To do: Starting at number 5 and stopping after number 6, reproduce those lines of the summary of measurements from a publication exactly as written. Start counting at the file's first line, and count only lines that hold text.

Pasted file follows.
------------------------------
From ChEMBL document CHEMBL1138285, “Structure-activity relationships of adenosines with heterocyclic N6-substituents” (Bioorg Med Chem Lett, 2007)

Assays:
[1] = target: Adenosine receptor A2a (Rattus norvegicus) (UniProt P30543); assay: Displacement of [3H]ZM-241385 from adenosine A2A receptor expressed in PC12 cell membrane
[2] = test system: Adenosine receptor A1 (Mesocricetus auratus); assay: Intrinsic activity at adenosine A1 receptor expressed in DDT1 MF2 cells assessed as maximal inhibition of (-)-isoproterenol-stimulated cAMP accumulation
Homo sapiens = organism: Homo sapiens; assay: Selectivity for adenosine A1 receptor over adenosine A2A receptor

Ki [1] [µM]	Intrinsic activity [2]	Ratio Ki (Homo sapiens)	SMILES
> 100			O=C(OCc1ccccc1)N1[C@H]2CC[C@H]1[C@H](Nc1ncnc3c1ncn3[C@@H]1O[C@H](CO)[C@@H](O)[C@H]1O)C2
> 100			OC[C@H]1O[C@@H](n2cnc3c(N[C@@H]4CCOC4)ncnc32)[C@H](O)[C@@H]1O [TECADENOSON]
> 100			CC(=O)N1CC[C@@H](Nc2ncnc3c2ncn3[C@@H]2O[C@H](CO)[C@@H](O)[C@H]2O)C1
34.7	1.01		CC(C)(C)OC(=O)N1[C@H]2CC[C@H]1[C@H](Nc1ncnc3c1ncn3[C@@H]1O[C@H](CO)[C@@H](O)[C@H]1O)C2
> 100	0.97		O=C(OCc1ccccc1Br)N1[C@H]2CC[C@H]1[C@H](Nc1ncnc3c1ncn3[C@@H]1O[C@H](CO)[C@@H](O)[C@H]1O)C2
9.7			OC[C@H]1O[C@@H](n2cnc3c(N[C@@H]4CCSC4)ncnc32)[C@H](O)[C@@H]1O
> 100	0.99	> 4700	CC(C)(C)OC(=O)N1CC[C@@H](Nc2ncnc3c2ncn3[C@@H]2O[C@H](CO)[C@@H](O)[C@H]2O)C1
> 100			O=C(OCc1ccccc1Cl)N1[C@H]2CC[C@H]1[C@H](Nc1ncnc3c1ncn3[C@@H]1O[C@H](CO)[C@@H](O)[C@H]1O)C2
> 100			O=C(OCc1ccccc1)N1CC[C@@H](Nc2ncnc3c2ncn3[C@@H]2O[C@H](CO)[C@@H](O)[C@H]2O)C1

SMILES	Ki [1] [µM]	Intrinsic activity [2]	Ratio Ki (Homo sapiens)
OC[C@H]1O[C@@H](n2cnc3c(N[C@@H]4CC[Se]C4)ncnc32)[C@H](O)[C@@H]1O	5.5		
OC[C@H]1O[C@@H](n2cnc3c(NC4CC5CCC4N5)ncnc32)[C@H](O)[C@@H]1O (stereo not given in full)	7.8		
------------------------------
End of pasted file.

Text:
Homo sapiens = organism: Homo sapiens; assay: Selectivity for adenosine A1 receptor over adenosine A2A receptor

Ki [1] [µM]	Intrinsic activity [2]	Ratio Ki (Homo sapiens)	SMILES